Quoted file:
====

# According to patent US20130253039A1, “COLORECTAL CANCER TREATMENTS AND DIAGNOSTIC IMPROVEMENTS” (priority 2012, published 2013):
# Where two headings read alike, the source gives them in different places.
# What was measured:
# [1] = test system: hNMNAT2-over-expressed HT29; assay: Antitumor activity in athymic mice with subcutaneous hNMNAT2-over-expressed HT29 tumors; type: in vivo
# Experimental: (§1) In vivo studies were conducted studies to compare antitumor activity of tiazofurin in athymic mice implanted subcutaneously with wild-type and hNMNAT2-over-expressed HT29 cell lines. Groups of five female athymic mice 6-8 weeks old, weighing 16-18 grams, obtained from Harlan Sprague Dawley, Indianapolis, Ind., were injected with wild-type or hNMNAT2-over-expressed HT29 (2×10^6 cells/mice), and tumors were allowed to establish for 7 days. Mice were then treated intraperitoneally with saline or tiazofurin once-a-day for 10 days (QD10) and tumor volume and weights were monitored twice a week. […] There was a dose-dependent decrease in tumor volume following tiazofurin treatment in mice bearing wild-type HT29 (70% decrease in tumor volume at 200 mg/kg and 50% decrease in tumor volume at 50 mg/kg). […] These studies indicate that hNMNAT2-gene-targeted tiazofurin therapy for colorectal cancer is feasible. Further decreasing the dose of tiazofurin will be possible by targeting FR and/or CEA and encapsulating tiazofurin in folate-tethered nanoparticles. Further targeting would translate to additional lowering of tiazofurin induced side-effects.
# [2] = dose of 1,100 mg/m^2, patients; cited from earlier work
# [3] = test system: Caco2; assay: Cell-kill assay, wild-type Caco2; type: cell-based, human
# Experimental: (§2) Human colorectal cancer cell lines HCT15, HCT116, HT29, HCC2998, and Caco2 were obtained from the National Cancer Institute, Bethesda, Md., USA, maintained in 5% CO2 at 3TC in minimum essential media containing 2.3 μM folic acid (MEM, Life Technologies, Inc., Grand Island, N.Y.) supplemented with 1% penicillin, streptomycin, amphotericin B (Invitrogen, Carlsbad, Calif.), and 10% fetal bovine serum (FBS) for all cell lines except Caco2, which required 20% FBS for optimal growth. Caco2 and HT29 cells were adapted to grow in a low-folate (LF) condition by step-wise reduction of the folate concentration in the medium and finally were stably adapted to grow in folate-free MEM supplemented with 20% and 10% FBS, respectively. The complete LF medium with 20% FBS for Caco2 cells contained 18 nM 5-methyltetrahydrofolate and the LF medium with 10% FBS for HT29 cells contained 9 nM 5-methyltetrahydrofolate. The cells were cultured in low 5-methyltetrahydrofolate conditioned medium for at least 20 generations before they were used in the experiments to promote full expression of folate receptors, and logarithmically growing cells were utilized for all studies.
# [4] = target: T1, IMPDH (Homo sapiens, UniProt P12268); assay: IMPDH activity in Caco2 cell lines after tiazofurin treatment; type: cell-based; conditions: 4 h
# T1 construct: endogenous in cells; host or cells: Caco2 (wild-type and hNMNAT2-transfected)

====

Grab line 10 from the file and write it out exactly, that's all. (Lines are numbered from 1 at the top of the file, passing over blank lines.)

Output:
# T1 construct: endogenous in cells; host or cells: Caco2 (wild-type and hNMNAT2-transfected)